April Assemblies | Facing History & Ourselves
Facing History Students in a classroom having a discussion.

April Assemblies

Download our assembly PowerPoints for the month of April for use with Key Stage 3 and 4 students.
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Facing History Approach to Assemblies 

Assemblies are a critical part of the school day. Regular assemblies provide an opportunity to bring your students together in order to introduce important issues and share your school’s values and priorities. Utilised correctly, assemblies have the potential to build an inclusive and supportive school community.   

At Facing History, our assemblies have been designed to introduce students to significant annual and/or historical events, whilst supporting them to become empathetic and critical thinkers. Each assembly also provides students with opportunities to share their thoughts with each other, helping them to develop oracy and listening skills. The assemblies last for approximately 20 minutes, but can be adapted to suit your specific timing requirements. 

Facing History assemblies do not require specialist knowledge and are suitable for use in a KS3 or KS4 assembly or in tutor time/PSHE. Some assemblies have been adapted from existing Facing History lessons and resources available on our website, while others have been newly created.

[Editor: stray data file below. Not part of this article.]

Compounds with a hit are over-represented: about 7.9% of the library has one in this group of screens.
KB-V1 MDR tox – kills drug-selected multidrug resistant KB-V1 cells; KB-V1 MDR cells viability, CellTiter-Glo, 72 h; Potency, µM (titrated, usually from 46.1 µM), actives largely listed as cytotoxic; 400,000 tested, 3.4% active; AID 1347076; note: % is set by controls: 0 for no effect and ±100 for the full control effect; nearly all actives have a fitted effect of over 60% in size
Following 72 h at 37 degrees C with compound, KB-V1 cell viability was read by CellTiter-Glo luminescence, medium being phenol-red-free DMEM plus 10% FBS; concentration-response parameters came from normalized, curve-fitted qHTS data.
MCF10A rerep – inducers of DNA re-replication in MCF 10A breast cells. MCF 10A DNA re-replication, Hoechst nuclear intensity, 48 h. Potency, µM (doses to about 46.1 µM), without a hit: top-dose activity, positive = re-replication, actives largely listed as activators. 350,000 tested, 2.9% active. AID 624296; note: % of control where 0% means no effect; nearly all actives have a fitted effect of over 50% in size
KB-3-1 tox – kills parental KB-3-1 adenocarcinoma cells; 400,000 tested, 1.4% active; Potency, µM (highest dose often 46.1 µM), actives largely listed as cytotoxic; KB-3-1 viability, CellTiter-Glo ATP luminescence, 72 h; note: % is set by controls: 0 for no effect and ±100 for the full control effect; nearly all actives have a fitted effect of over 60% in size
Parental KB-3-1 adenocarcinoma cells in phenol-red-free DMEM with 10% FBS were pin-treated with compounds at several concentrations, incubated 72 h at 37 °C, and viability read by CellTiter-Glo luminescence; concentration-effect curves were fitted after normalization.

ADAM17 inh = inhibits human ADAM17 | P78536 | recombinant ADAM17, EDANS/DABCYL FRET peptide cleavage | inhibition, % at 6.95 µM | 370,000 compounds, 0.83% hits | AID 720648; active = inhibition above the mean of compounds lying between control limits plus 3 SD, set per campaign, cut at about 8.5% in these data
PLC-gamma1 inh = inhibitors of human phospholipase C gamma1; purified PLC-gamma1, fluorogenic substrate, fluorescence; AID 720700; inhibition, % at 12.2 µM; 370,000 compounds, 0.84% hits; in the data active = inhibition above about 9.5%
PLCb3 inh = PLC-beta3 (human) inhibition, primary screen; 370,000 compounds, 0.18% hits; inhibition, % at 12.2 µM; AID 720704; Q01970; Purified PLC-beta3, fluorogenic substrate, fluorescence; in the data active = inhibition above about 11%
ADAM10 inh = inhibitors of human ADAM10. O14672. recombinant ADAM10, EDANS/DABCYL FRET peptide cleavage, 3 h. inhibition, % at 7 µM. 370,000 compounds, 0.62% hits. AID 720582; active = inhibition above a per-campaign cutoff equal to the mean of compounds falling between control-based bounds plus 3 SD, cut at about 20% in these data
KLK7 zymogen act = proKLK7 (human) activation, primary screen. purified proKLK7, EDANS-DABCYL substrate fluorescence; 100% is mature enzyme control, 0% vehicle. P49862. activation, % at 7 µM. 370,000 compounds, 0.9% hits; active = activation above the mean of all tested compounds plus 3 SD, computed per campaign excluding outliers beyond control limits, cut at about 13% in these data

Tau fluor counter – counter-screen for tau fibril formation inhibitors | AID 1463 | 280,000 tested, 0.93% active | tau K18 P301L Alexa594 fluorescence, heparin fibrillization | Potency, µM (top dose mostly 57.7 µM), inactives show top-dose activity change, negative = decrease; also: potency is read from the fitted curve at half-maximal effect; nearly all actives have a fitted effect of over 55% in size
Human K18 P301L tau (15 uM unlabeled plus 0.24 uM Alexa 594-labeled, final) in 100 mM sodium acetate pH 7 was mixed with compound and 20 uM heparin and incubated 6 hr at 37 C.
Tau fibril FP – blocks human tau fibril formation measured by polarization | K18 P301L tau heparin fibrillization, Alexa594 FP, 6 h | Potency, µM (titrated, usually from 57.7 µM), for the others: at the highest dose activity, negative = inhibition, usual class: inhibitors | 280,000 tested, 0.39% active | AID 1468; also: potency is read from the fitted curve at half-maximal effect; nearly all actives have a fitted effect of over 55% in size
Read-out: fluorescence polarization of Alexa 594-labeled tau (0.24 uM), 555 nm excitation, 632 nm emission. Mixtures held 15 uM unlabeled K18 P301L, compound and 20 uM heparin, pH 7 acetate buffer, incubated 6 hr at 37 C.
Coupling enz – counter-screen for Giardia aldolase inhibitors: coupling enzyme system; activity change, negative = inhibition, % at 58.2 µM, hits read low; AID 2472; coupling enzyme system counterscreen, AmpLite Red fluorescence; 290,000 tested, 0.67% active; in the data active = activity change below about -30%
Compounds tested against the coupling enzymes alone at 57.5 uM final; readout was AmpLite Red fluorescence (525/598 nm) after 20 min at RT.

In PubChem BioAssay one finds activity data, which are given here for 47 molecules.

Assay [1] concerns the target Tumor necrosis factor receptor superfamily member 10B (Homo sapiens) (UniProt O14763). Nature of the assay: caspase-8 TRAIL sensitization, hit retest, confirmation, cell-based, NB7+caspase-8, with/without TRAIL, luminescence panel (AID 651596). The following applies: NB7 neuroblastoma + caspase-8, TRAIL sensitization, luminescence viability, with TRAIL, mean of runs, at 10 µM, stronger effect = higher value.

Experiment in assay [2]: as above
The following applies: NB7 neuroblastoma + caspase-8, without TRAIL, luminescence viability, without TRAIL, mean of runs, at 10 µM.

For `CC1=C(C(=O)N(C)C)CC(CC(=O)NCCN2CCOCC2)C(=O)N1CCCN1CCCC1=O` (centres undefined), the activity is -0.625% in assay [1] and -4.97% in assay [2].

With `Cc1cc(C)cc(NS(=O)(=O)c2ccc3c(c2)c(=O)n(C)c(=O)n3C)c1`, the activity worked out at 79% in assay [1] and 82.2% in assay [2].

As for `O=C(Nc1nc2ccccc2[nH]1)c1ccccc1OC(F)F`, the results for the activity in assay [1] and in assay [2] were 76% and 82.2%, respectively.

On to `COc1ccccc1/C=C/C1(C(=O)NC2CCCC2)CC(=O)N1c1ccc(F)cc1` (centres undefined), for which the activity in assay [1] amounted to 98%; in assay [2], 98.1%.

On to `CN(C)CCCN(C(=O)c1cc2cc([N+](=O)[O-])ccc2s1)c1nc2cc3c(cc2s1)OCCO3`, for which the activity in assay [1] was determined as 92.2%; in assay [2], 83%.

Assemblies in April

There are two assemblies available for use in April.

Earth Day

What is Earth Day and why does it matter? Earth Day is an opportunity to renew our commitment to the planet. The theme for this year’s Earth Day is ‘Invest in the Planet’ and this assembly is an opportunity to ask young people what actions they can take to invest in the planet. This assembly focuses on the rise of fast fashion and looks at the impact of fast fashion on both societal attitudes and the planet. It also asks young people to consider how they can invest in the planet by buying less fast fashion. 

Stephen Lawrence Day

What is Stephen Lawrence Day and why does it matter? This year marks the 30th anniversary of the death of Stephen Lawrence, a teenager murdered in an unprovoked racist attack. Stephen Lawrence Day is an opportunity for us to consider how we can challenge racism within our communities. This assembly helps young people consider how we define racism and provides information about Stephen Lawrence, his death and the legacy he has left behind.  

Supporting Materials

Notes for Use

While you may need to modify these to meet the needs of your students, please note that Facing History and Ourselves does not endorse any changes that alter the presentation's content or original layout.